Winning the Mercury Prize can do a lot for an artist’s profile, but with Sampha Sisay it almost felt supplementary to see him take the gong back in September. He’d come straight out of the gates in February with one of the year’s best albums – and it simply proved what plenty of people in the industry already knew. Sampha is already credited as a songwriter and featured artist across an extensive catalogue of outstanding music (counting Frank Ocean, Drake, Solange, Kanye West and more as collaborators), but, with Process, he invited listeners into his world. More intimate, less detached, and just staggeringly beautiful, it’s an album that was years in the making – a project, or process, put on hold as Sampha supported his late mother through her struggle with cancer. To see and hear those same songs performed live over the following months felt like a privilege to all who could witness it. It felt like watching an artist realising that there’s a whole world of people out there who’ve been waiting to welcome him whole into their lives. Will Pritchard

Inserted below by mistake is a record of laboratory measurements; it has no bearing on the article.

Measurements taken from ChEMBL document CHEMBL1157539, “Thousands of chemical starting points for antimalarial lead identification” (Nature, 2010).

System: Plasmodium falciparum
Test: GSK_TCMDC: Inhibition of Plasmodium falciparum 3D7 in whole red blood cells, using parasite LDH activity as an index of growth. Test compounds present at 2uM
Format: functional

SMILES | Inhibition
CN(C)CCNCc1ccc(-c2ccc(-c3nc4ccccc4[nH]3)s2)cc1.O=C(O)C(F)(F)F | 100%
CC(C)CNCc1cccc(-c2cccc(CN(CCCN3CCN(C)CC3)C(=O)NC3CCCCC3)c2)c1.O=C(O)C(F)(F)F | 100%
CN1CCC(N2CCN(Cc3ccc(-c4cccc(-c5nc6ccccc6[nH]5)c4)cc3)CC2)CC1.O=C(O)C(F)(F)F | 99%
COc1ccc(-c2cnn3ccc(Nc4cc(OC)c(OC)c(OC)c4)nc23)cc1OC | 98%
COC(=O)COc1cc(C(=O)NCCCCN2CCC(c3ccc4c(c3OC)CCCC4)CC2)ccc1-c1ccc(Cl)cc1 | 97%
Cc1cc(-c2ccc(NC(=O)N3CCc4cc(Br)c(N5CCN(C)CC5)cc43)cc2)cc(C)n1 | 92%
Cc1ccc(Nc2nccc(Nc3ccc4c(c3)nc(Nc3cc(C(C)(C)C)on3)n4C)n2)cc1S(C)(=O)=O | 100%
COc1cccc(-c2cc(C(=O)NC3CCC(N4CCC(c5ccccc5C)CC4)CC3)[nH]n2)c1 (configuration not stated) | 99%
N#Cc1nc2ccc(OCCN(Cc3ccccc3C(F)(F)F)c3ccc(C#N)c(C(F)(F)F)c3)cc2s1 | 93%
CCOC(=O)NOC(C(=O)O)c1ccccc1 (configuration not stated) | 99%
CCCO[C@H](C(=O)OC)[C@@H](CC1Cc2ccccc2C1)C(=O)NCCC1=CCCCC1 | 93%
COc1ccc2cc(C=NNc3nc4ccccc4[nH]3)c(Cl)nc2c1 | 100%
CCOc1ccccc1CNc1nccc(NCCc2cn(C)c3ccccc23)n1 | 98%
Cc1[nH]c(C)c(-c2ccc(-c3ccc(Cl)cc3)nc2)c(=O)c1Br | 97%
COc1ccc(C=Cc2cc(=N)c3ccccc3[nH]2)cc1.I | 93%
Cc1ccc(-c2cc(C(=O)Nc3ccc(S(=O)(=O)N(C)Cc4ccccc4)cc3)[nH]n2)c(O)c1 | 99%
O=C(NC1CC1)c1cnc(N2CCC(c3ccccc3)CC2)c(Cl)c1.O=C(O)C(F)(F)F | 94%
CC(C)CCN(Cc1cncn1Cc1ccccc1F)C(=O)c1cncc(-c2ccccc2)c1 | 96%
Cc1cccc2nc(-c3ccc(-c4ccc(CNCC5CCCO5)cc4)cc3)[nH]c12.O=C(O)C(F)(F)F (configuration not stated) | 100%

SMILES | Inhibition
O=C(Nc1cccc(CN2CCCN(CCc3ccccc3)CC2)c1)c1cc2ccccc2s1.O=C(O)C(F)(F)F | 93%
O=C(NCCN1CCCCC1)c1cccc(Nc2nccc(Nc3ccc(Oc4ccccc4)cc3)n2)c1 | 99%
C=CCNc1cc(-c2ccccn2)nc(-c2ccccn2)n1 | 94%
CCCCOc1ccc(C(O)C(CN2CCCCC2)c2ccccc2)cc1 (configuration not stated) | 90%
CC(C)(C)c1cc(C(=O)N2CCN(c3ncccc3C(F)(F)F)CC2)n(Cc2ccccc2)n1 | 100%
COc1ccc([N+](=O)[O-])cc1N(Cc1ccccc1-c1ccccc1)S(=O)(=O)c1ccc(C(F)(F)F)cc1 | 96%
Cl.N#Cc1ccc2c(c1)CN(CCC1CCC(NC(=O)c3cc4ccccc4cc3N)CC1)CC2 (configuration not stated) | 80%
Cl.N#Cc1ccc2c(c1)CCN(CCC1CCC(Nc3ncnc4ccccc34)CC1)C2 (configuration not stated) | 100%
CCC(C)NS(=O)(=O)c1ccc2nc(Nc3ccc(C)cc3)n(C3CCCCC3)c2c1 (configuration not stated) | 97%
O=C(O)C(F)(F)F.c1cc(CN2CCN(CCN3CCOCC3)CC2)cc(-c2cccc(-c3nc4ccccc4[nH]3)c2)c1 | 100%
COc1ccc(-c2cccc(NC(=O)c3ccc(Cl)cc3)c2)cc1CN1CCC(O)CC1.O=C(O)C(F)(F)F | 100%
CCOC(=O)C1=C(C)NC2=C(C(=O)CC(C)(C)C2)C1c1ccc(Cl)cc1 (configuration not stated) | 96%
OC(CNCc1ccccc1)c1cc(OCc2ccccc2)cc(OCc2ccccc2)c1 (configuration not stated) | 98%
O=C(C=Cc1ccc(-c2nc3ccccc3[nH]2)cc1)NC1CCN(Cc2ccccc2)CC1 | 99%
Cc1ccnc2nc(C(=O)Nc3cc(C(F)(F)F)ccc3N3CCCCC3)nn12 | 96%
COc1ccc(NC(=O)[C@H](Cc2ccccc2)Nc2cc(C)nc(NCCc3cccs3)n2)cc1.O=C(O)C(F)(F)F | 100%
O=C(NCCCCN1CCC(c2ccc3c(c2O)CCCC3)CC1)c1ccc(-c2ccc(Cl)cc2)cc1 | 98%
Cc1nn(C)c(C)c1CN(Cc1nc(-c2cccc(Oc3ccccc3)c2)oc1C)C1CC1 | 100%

Everyone became a SZA fan in 2017. Seemingly out of nowhere, the first lady of Top Dawg Entertainment stole our hearts and isn’t giving them back. Releasing her debut album, Ctrl, to rave reviews back in June, the project unveiled a vulnerable, yet confident young lady owning her past, present and future through brutally honest perspectives on love and life, and her phenomenal singing and writing prowess were opened up to the world. In a sphere where R&B stars are leaning towards pop more and more by the day, SZA is R&B through and through, and the number of friends who have reminded me of her greatness is a different story entirely. Album success has garnered her five nominations at next year’s Grammys, including one for Best New Artist. She is sure to win at least one of those, which will only serve as justice for her incredible talent. Yemi Abiade